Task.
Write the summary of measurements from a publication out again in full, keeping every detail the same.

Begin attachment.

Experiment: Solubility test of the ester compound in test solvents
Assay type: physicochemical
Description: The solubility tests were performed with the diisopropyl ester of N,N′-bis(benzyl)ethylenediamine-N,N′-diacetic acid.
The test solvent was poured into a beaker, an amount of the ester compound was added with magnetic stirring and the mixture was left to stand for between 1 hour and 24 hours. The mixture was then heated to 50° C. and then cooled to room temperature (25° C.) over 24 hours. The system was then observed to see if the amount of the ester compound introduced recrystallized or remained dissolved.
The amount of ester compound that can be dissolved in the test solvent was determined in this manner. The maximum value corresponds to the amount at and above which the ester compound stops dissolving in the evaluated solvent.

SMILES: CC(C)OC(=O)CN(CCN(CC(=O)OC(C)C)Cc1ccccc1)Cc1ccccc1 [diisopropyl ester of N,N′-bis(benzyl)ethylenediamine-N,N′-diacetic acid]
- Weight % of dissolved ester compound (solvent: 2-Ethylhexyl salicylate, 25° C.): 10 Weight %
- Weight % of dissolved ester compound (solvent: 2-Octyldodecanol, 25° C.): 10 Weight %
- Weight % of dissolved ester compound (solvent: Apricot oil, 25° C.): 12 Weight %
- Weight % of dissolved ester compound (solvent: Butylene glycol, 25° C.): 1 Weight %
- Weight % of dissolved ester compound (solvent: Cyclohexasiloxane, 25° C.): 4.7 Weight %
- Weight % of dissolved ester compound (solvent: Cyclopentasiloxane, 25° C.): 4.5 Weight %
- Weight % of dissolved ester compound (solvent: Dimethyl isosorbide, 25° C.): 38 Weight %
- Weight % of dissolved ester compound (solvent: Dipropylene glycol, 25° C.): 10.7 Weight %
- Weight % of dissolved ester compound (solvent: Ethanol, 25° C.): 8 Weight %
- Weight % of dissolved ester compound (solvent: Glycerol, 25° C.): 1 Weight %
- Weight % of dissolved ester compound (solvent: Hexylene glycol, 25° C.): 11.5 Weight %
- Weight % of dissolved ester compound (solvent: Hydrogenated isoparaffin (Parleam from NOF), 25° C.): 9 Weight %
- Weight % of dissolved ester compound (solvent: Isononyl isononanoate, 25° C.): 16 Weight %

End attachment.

Experiment: Solubility test of the ester compound in test solvents
Assay type: physicochemical
Description: The solubility tests were performed with the diisopropyl ester of N,N′-bis(benzyl)ethylenediamine-N,N′-diacetic acid.
The test solvent was poured into a beaker, an amount of the ester compound was added with magnetic stirring and the mixture was left to stand for between 1 hour and 24 hours. The mixture was then heated to 50° C. and then cooled to room temperature (25° C.) over 24 hours. The system was then observed to see if the amount of the ester compound introduced recrystallized or remained dissolved.
The amount of ester compound that can be dissolved in the test solvent was determined in this manner. The maximum value corresponds to the amount at and above which the ester compound stops dissolving in the evaluated solvent.

SMILES: CC(C)OC(=O)CN(CCN(CC(=O)OC(C)C)Cc1ccccc1)Cc1ccccc1 [diisopropyl ester of N,N′-bis(benzyl)ethylenediamine-N,N′-diacetic acid]
- Weight % of dissolved ester compound (solvent: 2-Ethylhexyl salicylate, 25° C.): 10 Weight %
- Weight % of dissolved ester compound (solvent: 2-Octyldodecanol, 25° C.): 10 Weight %
- Weight % of dissolved ester compound (solvent: Apricot oil, 25° C.): 12 Weight %
- Weight % of dissolved ester compound (solvent: Butylene glycol, 25° C.): 1 Weight %
- Weight % of dissolved ester compound (solvent: Cyclohexasiloxane, 25° C.): 4.7 Weight %
- Weight % of dissolved ester compound (solvent: Cyclopentasiloxane, 25° C.): 4.5 Weight %
- Weight % of dissolved ester compound (solvent: Dimethyl isosorbide, 25° C.): 38 Weight %
- Weight % of dissolved ester compound (solvent: Dipropylene glycol, 25° C.): 10.7 Weight %
- Weight % of dissolved ester compound (solvent: Ethanol, 25° C.): 8 Weight %
- Weight % of dissolved ester compound (solvent: Glycerol, 25° C.): 1 Weight %
- Weight % of dissolved ester compound (solvent: Hexylene glycol, 25° C.): 11.5 Weight %
- Weight % of dissolved ester compound (solvent: Hydrogenated isoparaffin (Parleam from NOF), 25° C.): 9 Weight %
- Weight % of dissolved ester compound (solvent: Isononyl isononanoate, 25° C.): 16 Weight %